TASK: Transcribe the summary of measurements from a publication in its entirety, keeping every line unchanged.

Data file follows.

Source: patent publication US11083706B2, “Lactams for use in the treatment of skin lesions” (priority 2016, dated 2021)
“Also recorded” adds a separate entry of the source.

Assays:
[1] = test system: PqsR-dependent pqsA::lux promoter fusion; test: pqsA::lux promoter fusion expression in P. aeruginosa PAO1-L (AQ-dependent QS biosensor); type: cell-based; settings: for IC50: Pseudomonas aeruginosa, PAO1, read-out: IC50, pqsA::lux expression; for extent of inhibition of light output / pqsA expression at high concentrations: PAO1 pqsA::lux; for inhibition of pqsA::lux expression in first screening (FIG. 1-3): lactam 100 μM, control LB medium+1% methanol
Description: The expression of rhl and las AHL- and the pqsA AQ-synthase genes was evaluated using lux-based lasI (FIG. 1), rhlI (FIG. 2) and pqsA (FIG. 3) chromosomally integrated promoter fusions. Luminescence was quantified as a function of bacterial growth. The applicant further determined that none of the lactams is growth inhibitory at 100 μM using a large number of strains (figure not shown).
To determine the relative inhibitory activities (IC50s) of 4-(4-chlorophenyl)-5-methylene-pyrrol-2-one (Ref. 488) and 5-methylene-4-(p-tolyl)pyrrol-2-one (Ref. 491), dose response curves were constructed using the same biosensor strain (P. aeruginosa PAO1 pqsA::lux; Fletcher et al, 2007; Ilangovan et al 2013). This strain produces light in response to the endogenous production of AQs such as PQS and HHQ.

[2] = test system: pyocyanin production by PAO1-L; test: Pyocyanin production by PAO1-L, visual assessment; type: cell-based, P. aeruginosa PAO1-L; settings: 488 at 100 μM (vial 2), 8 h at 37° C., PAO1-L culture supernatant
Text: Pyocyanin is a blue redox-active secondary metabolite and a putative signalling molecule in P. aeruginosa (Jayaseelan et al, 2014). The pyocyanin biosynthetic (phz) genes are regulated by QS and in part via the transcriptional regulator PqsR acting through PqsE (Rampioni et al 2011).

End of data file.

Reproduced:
Source: patent publication US11083706B2, “Lactams for use in the treatment of skin lesions” (priority 2016, dated 2021)
“Also recorded” adds a separate entry of the source.

Assays:
[1] = test system: PqsR-dependent pqsA::lux promoter fusion; test: pqsA::lux promoter fusion expression in P. aeruginosa PAO1-L (AQ-dependent QS biosensor); type: cell-based; settings: for IC50: Pseudomonas aeruginosa, PAO1, read-out: IC50, pqsA::lux expression; for extent of inhibition of light output / pqsA expression at high concentrations: PAO1 pqsA::lux; for inhibition of pqsA::lux expression in first screening (FIG. 1-3): lactam 100 μM, control LB medium+1% methanol
Description: The expression of rhl and las AHL- and the pqsA AQ-synthase genes was evaluated using lux-based lasI (FIG. 1), rhlI (FIG. 2) and pqsA (FIG. 3) chromosomally integrated promoter fusions. Luminescence was quantified as a function of bacterial growth. The applicant further determined that none of the lactams is growth inhibitory at 100 μM using a large number of strains (figure not shown).
To determine the relative inhibitory activities (IC50s) of 4-(4-chlorophenyl)-5-methylene-pyrrol-2-one (Ref. 488) and 5-methylene-4-(p-tolyl)pyrrol-2-one (Ref. 491), dose response curves were constructed using the same biosensor strain (P. aeruginosa PAO1 pqsA::lux; Fletcher et al, 2007; Ilangovan et al 2013). This strain produces light in response to the endogenous production of AQs such as PQS and HHQ.

[2] = test system: pyocyanin production by PAO1-L; test: Pyocyanin production by PAO1-L, visual assessment; type: cell-based, P. aeruginosa PAO1-L; settings: 488 at 100 μM (vial 2), 8 h at 37° C., PAO1-L culture supernatant
Text: Pyocyanin is a blue redox-active secondary metabolite and a putative signalling molecule in P. aeruginosa (Jayaseelan et al, 2014). The pyocyanin biosynthetic (phz) genes are regulated by QS and in part via the transcriptional regulator PqsR acting through PqsE (Rampioni et al 2011).